http://images.video.msn.com/flash/soapbox1_1.swfhttp://images.video.msn.com/flash/soapbox1_1.swf<br/><a href="http://video.msn.com/video.aspx?vid=b3dee052-8b89-412b-a858-c218b888c52d" target="_new" title="Razor Clamming in Ocean Shores">Video: Razor Clamming in Ocean Shores</a>
What’s there to do in Sequim, one might wonder? That’s what we wondered, too…
Since our vacation fund did not fare so well in the economic meltdown, our Hawaii plans also quickly melted down to Sequim…
First the fun stuff – We went to a place called the Olympic Game Farm which is right inside town. It is the kind of place that would be created if I had a few unemployed friends, about 50 acres of land, a bunch of animals, and $1,000. You drive into the farm and stop at the drive-thru shack to pay your admission and buy loaves of bread for $2 a pop. We bought 4. We also got a single warning – Zebras bite. (Haha, I thought to myself… like they’d have zebras at a place like this… ) After driving in about a 1/4 mile, we saw a big animal… it could have been a yak, an ox, or a bison. It had big horns. When we stopped, it seemed to give a sigh, slowly stand up and made its obligatory walk over to our van. It opened its mouth as if we knew what we were supposed to do, so we fed him some bread. We’ve never been so close to such a big animal before. It was pretty exciting.
Next, we drove down a hill, and 3 Alpacas came up to us. Two of them came up to a window on each side, and one blocked us in in the front. We joked that these Alpaca really know what they’re doing. We started feeding them some bread, but after a while, they started to stick their head into the van, and we no longer felt obliged to comply to their advances. I slowly moved toward the Alpaca in front giving him the signal that we’re going to move through him if he doesn’t move. He gave in and moved aside. We noticed the other Alpaca continued to walk beside our windows. I accelerated to try and lose them.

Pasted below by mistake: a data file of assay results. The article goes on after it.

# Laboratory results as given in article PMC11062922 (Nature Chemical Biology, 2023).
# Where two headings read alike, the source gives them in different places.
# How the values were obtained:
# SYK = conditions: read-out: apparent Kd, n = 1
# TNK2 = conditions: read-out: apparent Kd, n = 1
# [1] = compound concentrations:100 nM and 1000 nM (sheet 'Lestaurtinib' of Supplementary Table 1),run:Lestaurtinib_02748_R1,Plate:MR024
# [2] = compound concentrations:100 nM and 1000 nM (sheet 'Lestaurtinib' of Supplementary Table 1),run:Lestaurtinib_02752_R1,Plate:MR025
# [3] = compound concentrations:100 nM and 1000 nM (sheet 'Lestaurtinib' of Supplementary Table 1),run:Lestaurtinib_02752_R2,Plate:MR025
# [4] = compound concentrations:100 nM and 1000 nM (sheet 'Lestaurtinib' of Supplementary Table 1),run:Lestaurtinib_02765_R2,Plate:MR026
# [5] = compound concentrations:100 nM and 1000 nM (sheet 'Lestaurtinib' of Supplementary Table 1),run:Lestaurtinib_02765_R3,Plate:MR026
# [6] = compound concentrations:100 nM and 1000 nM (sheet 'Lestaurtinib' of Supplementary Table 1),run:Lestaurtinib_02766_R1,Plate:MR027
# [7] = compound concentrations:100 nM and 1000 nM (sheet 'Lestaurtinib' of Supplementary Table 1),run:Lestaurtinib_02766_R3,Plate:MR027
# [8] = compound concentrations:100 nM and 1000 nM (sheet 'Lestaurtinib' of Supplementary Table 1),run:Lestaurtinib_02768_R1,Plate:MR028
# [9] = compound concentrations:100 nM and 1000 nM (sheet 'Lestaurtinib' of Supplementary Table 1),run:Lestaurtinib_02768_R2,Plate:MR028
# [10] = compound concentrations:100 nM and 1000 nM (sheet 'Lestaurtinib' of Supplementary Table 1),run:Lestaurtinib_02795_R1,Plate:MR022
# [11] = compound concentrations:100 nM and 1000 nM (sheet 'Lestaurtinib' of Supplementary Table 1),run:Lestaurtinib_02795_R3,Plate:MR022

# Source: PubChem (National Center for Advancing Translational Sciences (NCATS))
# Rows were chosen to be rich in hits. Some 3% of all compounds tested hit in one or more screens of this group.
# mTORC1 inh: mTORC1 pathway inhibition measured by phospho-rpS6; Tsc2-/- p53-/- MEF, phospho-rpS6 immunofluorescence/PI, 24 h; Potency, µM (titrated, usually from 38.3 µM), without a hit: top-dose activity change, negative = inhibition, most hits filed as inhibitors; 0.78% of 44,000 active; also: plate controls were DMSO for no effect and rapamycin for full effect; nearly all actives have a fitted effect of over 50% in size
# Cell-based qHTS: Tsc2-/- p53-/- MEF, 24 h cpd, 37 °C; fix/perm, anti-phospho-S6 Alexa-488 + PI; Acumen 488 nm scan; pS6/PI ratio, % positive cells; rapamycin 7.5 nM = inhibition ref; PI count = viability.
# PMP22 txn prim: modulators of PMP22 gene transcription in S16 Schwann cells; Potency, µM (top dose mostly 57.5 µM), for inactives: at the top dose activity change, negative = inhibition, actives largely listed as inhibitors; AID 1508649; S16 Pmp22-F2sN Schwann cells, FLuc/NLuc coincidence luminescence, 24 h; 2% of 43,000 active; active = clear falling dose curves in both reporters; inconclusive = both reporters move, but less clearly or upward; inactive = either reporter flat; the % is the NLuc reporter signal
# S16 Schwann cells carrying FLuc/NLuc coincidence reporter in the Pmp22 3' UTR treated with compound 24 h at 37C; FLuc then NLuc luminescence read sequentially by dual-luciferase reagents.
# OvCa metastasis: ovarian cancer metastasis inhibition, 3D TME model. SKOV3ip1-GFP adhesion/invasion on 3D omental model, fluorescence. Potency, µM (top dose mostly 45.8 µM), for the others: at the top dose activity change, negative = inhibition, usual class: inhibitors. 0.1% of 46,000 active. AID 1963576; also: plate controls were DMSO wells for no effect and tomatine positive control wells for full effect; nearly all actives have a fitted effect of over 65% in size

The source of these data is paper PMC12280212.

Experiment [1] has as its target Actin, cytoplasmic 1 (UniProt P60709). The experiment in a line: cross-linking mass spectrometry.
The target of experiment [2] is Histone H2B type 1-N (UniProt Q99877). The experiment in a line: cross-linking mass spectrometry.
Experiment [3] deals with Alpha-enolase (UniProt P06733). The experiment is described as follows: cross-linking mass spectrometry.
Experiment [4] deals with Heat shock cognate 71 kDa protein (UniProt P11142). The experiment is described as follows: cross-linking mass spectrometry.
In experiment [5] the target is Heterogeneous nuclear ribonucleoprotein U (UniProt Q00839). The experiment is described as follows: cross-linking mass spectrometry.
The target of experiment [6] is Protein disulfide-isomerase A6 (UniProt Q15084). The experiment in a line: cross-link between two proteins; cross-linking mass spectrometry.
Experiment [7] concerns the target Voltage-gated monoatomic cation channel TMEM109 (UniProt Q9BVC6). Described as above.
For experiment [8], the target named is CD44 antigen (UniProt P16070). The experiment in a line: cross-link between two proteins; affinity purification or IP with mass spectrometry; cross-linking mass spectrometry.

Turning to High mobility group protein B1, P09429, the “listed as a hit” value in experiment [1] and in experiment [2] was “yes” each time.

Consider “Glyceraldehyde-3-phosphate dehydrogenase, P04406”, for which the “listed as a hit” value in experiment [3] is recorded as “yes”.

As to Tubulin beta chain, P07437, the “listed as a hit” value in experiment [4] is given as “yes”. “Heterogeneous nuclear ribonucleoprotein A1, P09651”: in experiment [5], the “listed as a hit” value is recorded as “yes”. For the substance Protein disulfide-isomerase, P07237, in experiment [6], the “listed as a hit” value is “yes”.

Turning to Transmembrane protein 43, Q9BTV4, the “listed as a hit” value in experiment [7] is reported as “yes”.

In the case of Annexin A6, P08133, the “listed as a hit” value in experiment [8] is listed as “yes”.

If the reader has not seen an Alpaca run 12 inches beside them going 25 miles an hour, you are missing out. That alone was worth it. They were fast. And their neck moves in a funky way that makes them look very funny. Not able to lose them, I slowed down, and one of the Alpaca cut me off, and the other two, came by our front windows again. By now, we felt scammed. The Alpaca were like velociraptors (a gentle, vegetarian version). They were extremely smart and coordinated. I no longer felt afraid that I was going to run them over. If they’re smart enough to box us in, they’re smart enough to jump out of the way, when I squeal out of there. I sped through some gates that had metal bars on the ground which apparently prevented hooved animals from getting out of that area.
Further down the road, we also saw lions, tigers, wolves, coyotes, foxes… but unlike conventional zoos, they were in kennels. (This is why I would need $1,000 to build this zoo.) We also saw a rhinoceros, and several bears. They were in much more spacious accommodations. The bears would wave at us for food. Apparently, a lot of these animals were trained movie animals that have retired… It was a bit sad to see, honestly… These glorious animals shouldn’t be begging for food… they should be tearing through our cars and eating whatever they want…. (I suppose what’s sad for them is good for us…)
We also finally saw the zebras. They walked right up to us. They are magnificent creatures. Caleb was a bit freaked out because of the single warning we received from the admission shack guy.
All in all, this was definitely the highlight of our Sequim trip.
Now the bad – Hurricane Ridge was closed due to construction and weather. We thought that Hoh rainforest was a bit too far of a drive. We tried to go clamming, but most of the beaches, including the one our house was on was tainted with some bacteria. We did wake up early to go to a beach that was deemed untainted… but that was perhaps because no shellfish lived there…. It was a beach full of rocks…. Very difficult to dig through rocks. We did run into quite a few people that were fishing though. At the beginning of the trip, my mom and I were just getting over a bout of the stomach flu… (details are better withheld.) Midweek, Caleb started getting some diahrrea, but quickly recovered. By Friday, Tenille and my sister were battling a bout with some time of fever and flu.
Next time – If we ever go back, we will pick Crabbing season. There were hundreds of dead crabs all along our beach. I’m sure the beach was crawling with crabs. We’ll go for max 3 days. We will check Hurricane Ridge conditions. It’s only a few hours away and includes a ferry trip, which makes the drive out pretty easy. We’ll also hopefully not bring the flu with us.